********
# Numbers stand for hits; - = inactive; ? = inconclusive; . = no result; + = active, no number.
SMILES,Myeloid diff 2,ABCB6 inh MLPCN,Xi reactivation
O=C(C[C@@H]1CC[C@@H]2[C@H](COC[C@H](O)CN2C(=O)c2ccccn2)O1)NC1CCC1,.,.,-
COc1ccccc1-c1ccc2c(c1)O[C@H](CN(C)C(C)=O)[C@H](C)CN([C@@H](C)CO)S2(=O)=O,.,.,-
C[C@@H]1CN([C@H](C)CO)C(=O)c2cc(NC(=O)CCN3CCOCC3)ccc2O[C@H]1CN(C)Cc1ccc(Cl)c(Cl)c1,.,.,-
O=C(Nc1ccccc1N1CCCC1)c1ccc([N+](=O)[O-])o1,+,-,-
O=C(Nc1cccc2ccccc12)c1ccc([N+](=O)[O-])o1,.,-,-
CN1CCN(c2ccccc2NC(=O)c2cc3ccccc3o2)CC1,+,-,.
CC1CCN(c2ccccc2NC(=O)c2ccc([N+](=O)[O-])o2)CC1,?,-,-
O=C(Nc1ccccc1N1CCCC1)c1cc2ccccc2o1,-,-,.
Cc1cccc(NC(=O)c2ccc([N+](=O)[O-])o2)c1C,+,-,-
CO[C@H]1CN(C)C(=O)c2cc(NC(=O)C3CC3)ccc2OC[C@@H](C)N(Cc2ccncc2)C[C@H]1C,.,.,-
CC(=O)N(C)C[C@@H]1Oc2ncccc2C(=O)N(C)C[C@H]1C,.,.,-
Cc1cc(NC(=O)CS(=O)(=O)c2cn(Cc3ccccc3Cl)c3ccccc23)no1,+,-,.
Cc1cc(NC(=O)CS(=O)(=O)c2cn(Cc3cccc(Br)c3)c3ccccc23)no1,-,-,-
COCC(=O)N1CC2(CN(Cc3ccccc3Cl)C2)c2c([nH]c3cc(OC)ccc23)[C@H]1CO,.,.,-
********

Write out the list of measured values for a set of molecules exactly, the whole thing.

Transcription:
# Numbers stand for hits; - = inactive; ? = inconclusive; . = no result; + = active, no number.
SMILES,Myeloid diff 2,ABCB6 inh MLPCN,Xi reactivation
O=C(C[C@@H]1CC[C@@H]2[C@H](COC[C@H](O)CN2C(=O)c2ccccn2)O1)NC1CCC1,.,.,-
COc1ccccc1-c1ccc2c(c1)O[C@H](CN(C)C(C)=O)[C@H](C)CN([C@@H](C)CO)S2(=O)=O,.,.,-
C[C@@H]1CN([C@H](C)CO)C(=O)c2cc(NC(=O)CCN3CCOCC3)ccc2O[C@H]1CN(C)Cc1ccc(Cl)c(Cl)c1,.,.,-
O=C(Nc1ccccc1N1CCCC1)c1ccc([N+](=O)[O-])o1,+,-,-
O=C(Nc1cccc2ccccc12)c1ccc([N+](=O)[O-])o1,.,-,-
CN1CCN(c2ccccc2NC(=O)c2cc3ccccc3o2)CC1,+,-,.
CC1CCN(c2ccccc2NC(=O)c2ccc([N+](=O)[O-])o2)CC1,?,-,-
O=C(Nc1ccccc1N1CCCC1)c1cc2ccccc2o1,-,-,.
Cc1cccc(NC(=O)c2ccc([N+](=O)[O-])o2)c1C,+,-,-
CO[C@H]1CN(C)C(=O)c2cc(NC(=O)C3CC3)ccc2OC[C@@H](C)N(Cc2ccncc2)C[C@H]1C,.,.,-
CC(=O)N(C)C[C@@H]1Oc2ncccc2C(=O)N(C)C[C@H]1C,.,.,-
Cc1cc(NC(=O)CS(=O)(=O)c2cn(Cc3ccccc3Cl)c3ccccc23)no1,+,-,.
Cc1cc(NC(=O)CS(=O)(=O)c2cn(Cc3cccc(Br)c3)c3ccccc23)no1,-,-,-
COCC(=O)N1CC2(CN(Cc3ccccc3Cl)C2)c2c([nH]c3cc(OC)ccc23)[C@H]1CO,.,.,-